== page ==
Whether you are a start-up or a business looking to expand or a business looking to come out of the COVID situation – raising capital for your business is a big obstacle. But obstacles can be overcome. If you have a convincing and robust business plan, you will be able to find lenders or investors ready to fund you
Common reasons for raising business capital
Whatever the purpose be, raising capital from the most suitable source for you is half the battle won.
How to raise capital for your business
Bootstrapping means funding your business by digging into your own resources, assets, and savings. If your funding requirements are low, this is the best way to raise capital. Self-funding means more control over the business. It also means that you may have to block your personal finances until you realize enough revenue to take it back. Bootstrapping will be insufficient if your capital needs are substantial.
Family and Friends Network
Your family or friends will be more willing to give you an unsecured loan than commercial houses. However, a clear payment plan is essential, and it may help to have the arrangements in writing. You don’t want sour relationships on account of money differences.
Bank loans are a traditional way of raising capital. The accompanying rules and requirements are also traditional. You will need to provide sufficient security; and while investors would be more willing to accept occasional losses, banks may not be so liberal.
Government grants have one of the most generous repayment terms. But they will have a strict eligibility screening process. These grants tend to support businesses like clean energy, non-profit, health research, rehabilitation, and other social services.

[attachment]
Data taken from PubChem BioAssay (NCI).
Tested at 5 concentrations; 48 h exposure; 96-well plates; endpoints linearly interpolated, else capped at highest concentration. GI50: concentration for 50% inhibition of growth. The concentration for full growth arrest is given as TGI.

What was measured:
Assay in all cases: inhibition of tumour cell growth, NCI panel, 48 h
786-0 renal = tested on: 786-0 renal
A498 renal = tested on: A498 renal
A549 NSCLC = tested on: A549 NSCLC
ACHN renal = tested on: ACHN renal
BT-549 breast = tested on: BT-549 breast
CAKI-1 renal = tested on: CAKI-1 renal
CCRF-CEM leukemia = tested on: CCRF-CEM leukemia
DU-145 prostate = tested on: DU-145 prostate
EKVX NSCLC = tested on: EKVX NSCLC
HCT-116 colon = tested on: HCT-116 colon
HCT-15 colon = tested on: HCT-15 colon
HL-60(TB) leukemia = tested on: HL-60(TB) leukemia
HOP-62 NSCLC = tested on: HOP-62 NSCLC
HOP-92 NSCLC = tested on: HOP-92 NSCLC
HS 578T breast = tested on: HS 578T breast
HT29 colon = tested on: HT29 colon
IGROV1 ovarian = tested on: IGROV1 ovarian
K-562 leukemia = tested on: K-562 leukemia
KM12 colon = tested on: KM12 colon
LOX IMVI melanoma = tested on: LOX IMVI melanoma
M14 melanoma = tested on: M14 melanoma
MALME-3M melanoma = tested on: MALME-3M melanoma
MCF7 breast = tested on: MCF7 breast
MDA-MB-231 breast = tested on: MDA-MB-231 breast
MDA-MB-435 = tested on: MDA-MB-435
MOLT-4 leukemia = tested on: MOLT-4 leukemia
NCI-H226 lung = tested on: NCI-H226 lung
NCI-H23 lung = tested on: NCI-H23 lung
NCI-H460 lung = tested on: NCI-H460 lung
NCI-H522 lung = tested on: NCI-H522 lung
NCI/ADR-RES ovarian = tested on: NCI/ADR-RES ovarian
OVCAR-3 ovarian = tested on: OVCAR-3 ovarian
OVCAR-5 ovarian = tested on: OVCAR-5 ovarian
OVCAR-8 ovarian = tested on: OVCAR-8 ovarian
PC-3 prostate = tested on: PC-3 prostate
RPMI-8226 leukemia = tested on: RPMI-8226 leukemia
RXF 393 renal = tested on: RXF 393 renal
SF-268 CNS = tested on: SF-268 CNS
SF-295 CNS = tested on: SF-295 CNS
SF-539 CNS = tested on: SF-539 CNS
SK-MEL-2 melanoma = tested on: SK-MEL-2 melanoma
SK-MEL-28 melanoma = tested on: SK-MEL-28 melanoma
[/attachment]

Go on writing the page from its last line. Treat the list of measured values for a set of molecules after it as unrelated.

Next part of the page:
Venture capitalists take equity in exchange for funding your business. VCs are mostly companies or firms, and invest the partner’s money; they would prefer to invest in mature companies that can provide the best returns. It is rare for a VC to invest in businesses that are not in good shape or start-ups with untested ideas. If you manage to convince a VC, you can expect a sizeable investment. In return, VCs will expect equity and a say in business decisions.
Angel investors are mostly individuals who invest their own resources, especially in start-ups. They are usually less aggressive than venture capitalists and generally do not take a place on boards. They play more of an advisory role. However, like VCs, they will be looking for a good ROI, so you will need a rock-solid pitch to get them on to your side.
Arrowvine funding solutions
Arrowvine’s funding solutions are structured differently. Our lenders portfolio consists of family offices, hedge funds, life insurance companies, private investors, and specialty lenders who are actively looking to deploy capital. We help businesses and entrepreneurs obtain capital at all stages, especially those who may not fit into a traditional banking model. Our comprehensive suite of funding programs is flexible and customizable to suit your capital needs.
What type of funding programs does Arrowvine have?